Simple forecasting for SEO
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One of the major talking points that came out of the recent Manchester SEO mini conferences related to the subject of forecasting for SEO purposes. As Head of SEO for a number of high profile search organisations within the UK, forecasting has become part and parcel of my day to day role, both in terms of providing a commercial rationale for undertaking a SEO campaign for the client, but also a way of providing a rational framework to the SEO project, one that has the end goals of the client at its heart and takes into account their fundamental reach and response requirements from SEO.
The main issue with forecasting has and will for the foreseeable future be search data, in particular an accurate number of potential searchers within a particular sector, and even more so on particular keywords. Yes ,there are various tools on the market such as the Google Keyword Tool/SK Tool, Webmaster Tools, Raven or even old school tools such as Elite SEO however the fundamental issue remains in terms of data integrity and robustness particularly when one compares this to a real time environment. Further to this, many of us are lucky to have clients which have 100% coverage on 100% off their keywords, 100% of the time, and without such data, it is very difficult to provide absolutely on the money forecasts.
Further to this clickthrough data is another topic often open to interpretation. Data varies reasonably significantly depending on source and as such there is no definitive holy grail on which to base 100% reliable click through data. That said leaked 2007 data from AOL or more recent Chikita data, provide a reasonable starting point from which to base an initial forecast model – robust enough to provide an initial framework for forecasting
Whilst I appear to debunk the potential for forecasting, I am merely trying to caveat SEO forecasting against that of other online & offline channels. These forecasts do provide a reasonably solid framework – however the data should provide a benchmark for proposed activity, after all we haven’t factored in any consideration for the fact that organic search is based on an algorithm, and thus to a large degree we cannot guarantee visibility nor placement based on proposed spend.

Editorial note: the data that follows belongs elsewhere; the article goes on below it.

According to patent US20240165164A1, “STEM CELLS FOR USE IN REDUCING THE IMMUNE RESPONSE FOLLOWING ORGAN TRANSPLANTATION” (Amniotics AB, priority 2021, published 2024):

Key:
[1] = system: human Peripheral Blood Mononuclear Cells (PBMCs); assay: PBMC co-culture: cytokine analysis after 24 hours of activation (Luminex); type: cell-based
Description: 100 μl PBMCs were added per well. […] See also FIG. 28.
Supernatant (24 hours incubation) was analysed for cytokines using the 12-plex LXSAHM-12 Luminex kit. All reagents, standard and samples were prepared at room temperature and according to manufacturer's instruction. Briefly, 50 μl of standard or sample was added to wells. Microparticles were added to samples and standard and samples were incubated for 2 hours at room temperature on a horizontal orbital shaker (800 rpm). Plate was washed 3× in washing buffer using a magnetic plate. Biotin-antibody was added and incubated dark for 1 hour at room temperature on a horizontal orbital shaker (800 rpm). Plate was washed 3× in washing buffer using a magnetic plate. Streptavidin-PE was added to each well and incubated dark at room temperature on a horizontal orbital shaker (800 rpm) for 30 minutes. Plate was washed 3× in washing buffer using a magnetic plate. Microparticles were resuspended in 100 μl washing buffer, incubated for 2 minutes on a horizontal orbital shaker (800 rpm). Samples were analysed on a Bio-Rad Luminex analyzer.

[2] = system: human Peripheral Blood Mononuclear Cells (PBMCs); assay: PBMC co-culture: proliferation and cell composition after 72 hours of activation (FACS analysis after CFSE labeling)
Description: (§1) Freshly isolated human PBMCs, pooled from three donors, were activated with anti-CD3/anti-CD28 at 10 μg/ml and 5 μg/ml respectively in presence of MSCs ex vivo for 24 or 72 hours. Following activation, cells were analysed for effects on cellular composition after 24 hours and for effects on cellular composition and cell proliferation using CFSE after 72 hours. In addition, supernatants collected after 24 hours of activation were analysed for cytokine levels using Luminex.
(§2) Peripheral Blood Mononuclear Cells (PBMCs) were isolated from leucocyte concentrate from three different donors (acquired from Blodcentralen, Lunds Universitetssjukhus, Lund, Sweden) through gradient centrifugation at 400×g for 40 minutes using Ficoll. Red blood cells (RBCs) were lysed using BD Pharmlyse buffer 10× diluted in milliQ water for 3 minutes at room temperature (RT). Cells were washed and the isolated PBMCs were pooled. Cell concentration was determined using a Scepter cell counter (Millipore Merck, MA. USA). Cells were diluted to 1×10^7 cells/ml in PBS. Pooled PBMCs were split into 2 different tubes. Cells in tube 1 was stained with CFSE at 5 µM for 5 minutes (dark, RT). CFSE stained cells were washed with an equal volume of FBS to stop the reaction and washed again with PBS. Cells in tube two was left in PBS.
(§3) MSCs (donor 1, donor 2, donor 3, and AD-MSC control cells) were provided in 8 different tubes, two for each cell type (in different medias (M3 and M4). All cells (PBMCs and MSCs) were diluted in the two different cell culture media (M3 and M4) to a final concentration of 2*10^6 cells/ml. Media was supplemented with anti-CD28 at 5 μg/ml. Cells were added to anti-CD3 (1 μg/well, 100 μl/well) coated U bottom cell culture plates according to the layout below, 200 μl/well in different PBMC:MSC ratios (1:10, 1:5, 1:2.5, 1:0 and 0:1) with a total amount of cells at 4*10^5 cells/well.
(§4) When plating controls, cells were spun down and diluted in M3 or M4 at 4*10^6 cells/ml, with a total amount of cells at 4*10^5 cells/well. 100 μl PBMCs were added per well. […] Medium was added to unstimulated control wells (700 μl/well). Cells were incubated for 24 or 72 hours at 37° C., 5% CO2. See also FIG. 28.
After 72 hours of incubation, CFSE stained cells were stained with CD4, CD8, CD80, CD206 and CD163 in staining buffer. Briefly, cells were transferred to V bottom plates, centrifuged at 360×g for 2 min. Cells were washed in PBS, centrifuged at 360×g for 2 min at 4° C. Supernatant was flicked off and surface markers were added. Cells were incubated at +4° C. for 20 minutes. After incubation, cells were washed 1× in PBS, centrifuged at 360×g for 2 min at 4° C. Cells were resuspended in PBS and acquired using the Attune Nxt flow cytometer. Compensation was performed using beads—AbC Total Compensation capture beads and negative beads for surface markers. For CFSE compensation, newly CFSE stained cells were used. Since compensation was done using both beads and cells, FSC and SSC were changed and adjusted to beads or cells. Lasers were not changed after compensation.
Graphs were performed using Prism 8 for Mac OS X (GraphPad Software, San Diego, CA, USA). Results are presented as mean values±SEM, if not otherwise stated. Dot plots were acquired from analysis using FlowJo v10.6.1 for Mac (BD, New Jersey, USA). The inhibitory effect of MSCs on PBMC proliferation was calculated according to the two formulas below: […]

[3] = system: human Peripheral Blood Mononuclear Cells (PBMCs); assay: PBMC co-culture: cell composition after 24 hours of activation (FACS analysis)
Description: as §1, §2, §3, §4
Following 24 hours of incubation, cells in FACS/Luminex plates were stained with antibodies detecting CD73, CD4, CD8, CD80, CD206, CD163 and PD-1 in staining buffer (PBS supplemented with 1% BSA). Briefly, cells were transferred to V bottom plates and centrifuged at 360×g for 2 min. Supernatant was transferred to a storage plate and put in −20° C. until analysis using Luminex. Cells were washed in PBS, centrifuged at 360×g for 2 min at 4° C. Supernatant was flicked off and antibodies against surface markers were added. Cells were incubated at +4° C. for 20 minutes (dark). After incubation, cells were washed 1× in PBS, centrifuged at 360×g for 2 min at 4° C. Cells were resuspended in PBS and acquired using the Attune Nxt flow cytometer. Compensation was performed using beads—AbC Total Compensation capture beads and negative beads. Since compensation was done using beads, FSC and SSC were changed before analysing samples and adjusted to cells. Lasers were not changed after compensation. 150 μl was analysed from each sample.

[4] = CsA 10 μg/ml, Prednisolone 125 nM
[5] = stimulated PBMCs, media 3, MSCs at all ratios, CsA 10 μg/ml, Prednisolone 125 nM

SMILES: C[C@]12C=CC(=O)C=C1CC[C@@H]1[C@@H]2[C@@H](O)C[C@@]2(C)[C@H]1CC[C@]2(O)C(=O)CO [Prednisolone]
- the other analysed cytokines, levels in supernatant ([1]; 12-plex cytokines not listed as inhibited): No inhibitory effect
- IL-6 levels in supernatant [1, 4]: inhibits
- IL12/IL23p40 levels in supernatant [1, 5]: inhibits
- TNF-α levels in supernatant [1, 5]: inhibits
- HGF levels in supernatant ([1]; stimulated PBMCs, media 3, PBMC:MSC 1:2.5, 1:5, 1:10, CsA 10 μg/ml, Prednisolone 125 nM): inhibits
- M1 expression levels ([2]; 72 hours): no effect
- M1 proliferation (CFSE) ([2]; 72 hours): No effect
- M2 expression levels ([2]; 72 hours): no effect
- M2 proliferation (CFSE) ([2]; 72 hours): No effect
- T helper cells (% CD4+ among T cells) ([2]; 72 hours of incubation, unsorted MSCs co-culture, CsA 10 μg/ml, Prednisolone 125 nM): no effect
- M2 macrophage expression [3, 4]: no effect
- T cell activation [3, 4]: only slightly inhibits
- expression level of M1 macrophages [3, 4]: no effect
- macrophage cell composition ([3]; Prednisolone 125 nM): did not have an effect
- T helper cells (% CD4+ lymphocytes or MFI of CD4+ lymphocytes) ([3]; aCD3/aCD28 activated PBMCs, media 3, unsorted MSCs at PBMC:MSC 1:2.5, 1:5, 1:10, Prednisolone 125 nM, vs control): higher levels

Before you start:
One would suggest before you start forecasting, you should already have a fairly clear idea of what terms you will be optimising for. Solid keyword research is often the foundation for any successful SEO campaign, and even more so in the case of forecasting. Initial data should include at the very least
- Proposed target keywords
- Current visibility of proposed keywords
- If possible conversion rates for the site, either overall or via category if possible
- A proposed action plan of how you are going to approach your SEO campaign.
Initial activity should focus on providing a baseline for subsequent activity. IF nothing else, this provides a clear starting point for further KPI’s to be developed and provided to your client/boss. In order to
Developing the forecast
Once you have an initial baseline you are ready to start. There are a number of ways such forecasts can be developed. Neil Walker did a very good way of the way Just Search approach their forecasting for SEO purposes. This takes the shape of a blue sky framework using aggregated clickthrough data to determine potential click through to the website.
However given the tools at your disposal, such a framework can be taken far more indepth to include:
- Impact month-on-month
- Conversion rate by category
- Information vs Navigational CTR
Dont stand still
The search engine landscape is a constantly changing environment, and as with this landscape you should revisit the forecast on an ongoing basis. Blended search may provide more short term opportunities, particularly with the introduction of the recent Google Places Search results.
One should be revisiting your keyword research as a matter of course, and as a result the potential of your campaign changes in line with your keyword revisions. This should act as a sanity check as to whether your campaign is going to plan – and whether there is further requirement for increased campaign activity to achieve required results.
The financial factor
This is a debate that many have an opinion on – however one that still splits opinion. However by the mere fact that we are able to determine potential traffic via the forecast, it is possible to associate a financial return on the campaign and ensure that the campaign is financially attractive to both you – and more importantly your client. By integrating conversion rate and average order value into the baseline and 12 month forecast, it is possible to associate a potential return on investment to proposed activity and increased visibility.
As I said earlier, any forecast should act as a guide. Very few forecasts (of any sort) are 100% accurate and SEO forecasts are no different. However what they do provide is a sanity check of the commercial fundamentals of your campaign, and an indication of just whether your campaign provides the financial justification for the investment in it.